Blogger Sharon Bakar wonders why officials have confiscated Farish Noor’s books that were on the shelves of a leading book-shop in the Klang Valley. They have not been official banned – the author is not aware of any ban – so why were they confiscated?
Since I was making my weekly (expensive!) pilgrimage to Kino anyway that afternoon, I decided to check out the status of the book, and discovered, yes, that the KDN (Home Ministry) officials had make their rounds and confiscated all the copies of the book, telling the bookshop that they were going to investigate it further and that in the meantime the store was not allowed to sell copies of the book.
Today I learned that this “ban” applies to all Farish’s books which the store is not allowed to bring in until further notice (although there are still copies of the Malay translation of Di Balik Malaysia published by ZI Publications still on the shelves).
Things that I don’t understand :
Why did the officers decide to take the copies? The book has been on sale since 2005! If it was so controversial why couldn’t the KDN have investigated it back then? The book has a valid ISBN from the National library, the copies weren’t hiding anywhere, Farish has a website and has made public appearances to talk about the issues discussed in the book.
Why do they have to swipe all the copies when a single copy would suffice for examination purposes?
Why can’t they supply the bookshop with any valid reason for wanting to remove the book? What exactly is their objection with the book? Is it the terrifying fact that Muslim intellectuals actually exist in Malaysia? Is it because the official version of the country’s history is questioned in the book? As always we can only guess. Raman thinks it might be because the book has Majapahit in the title and anything connecting Malay culture with its Hindu roots is so controversial these days, especially with the fatwa against yoga so much in the news.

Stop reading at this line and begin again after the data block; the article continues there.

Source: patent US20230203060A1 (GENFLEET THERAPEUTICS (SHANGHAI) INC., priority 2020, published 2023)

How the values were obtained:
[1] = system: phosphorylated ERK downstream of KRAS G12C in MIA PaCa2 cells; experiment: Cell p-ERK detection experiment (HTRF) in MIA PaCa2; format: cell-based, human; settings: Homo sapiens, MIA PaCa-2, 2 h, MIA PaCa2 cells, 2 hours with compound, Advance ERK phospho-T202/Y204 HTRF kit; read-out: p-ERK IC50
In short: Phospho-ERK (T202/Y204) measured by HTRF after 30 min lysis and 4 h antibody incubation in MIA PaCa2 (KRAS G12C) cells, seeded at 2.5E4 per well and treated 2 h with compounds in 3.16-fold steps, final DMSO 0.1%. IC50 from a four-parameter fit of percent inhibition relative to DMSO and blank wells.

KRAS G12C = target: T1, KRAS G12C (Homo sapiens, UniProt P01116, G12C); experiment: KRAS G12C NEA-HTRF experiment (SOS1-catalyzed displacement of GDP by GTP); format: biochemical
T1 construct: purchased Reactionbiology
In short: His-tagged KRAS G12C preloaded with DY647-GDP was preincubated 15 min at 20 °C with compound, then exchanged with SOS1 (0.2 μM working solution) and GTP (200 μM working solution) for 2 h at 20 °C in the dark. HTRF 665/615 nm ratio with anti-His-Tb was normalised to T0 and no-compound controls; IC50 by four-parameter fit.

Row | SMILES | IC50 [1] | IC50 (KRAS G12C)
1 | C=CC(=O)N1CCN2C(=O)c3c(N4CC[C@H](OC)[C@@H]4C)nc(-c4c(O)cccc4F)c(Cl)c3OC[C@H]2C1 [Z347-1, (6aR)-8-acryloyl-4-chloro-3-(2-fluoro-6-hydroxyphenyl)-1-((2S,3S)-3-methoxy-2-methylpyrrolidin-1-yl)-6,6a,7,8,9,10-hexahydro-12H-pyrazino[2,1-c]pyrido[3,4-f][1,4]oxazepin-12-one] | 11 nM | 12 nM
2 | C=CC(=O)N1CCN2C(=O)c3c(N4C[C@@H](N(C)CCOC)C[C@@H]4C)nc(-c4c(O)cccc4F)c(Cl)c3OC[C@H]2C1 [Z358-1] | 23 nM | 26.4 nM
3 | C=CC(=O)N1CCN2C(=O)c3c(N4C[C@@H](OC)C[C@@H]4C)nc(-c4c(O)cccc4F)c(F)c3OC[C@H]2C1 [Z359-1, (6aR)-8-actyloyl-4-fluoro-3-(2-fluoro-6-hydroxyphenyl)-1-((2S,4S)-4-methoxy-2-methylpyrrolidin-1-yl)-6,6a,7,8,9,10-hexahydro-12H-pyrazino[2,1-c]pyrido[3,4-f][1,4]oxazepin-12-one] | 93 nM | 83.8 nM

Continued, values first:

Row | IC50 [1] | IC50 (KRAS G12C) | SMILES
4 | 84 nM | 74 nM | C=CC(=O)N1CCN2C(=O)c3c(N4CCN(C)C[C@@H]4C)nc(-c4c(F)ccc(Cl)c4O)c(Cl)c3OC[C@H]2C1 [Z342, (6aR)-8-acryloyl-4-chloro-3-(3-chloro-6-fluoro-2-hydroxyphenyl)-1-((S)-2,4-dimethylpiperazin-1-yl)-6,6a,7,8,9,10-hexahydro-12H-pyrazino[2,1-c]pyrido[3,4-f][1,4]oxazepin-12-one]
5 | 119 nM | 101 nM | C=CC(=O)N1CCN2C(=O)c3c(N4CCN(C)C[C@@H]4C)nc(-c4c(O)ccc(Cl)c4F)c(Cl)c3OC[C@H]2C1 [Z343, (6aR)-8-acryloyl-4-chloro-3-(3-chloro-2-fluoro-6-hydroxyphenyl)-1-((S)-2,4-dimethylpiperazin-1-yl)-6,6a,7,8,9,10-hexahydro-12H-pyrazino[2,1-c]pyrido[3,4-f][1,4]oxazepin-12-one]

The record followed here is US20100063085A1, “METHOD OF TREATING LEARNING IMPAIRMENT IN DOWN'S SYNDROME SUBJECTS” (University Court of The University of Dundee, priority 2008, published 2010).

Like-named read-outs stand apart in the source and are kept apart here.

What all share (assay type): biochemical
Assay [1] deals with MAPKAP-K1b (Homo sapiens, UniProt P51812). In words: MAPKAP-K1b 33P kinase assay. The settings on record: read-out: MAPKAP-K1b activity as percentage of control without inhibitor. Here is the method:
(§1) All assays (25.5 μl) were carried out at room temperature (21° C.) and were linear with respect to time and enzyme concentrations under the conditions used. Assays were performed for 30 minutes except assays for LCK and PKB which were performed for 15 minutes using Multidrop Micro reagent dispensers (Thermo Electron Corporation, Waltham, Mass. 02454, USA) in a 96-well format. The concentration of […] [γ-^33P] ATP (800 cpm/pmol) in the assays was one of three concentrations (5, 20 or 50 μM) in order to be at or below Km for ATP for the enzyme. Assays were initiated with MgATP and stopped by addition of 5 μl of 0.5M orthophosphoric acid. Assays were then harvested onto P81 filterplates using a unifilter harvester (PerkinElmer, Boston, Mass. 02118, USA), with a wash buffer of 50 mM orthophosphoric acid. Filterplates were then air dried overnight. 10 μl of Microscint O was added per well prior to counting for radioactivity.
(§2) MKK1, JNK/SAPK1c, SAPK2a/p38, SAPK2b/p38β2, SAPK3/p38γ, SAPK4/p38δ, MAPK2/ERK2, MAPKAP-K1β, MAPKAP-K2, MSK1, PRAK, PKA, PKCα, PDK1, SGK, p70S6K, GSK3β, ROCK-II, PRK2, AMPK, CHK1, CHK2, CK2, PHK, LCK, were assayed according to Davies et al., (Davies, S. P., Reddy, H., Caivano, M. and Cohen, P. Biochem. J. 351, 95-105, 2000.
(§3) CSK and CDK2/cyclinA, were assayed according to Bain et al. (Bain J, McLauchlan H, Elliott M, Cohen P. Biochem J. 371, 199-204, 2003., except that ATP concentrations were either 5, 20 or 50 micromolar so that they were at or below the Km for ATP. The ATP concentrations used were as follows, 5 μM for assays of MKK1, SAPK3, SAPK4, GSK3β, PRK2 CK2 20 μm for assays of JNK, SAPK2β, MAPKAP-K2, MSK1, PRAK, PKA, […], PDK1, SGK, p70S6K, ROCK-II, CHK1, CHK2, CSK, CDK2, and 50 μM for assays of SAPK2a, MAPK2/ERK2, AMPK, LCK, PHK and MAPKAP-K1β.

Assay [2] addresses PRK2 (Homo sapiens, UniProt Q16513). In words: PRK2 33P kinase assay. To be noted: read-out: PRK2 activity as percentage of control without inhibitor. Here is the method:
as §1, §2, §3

Do officers really need to go into bookshops and take books from the shelves? Isn’t this an uncomfortable way of operating for the staff of the shop and the customers? Does it really make Malaysia look good in the eyes of tourists who frequent the country’s biggest bookstore to see uniformed officers prowling the shelves?
Do officers actually have a legal right to remove books or tell a shop that the book may not be sold if the book is not in any sense legally gazetted as banned? (I don’t know the legal position but it would be useful to have information on this.)
Why haven’t the publisher and the author been informed of the removal of the book through official channels instead of having to rely on rumour (which causes unnecessary stress and anxiety?).
How many more books are being removed from bookshop shelves in this way? No wonder the bookshop is circumspect when selling certain titles! Bookselling is a hard business to be in, so why make it harder for retailer?!
Yes, the book is still on sale quite legally at other bookstores so you can still buy it at the moment. (This is the way these things work here.)
Let’s hope that reason prevails and the books are back on the shelves in Kino very soon. We’re watching closely.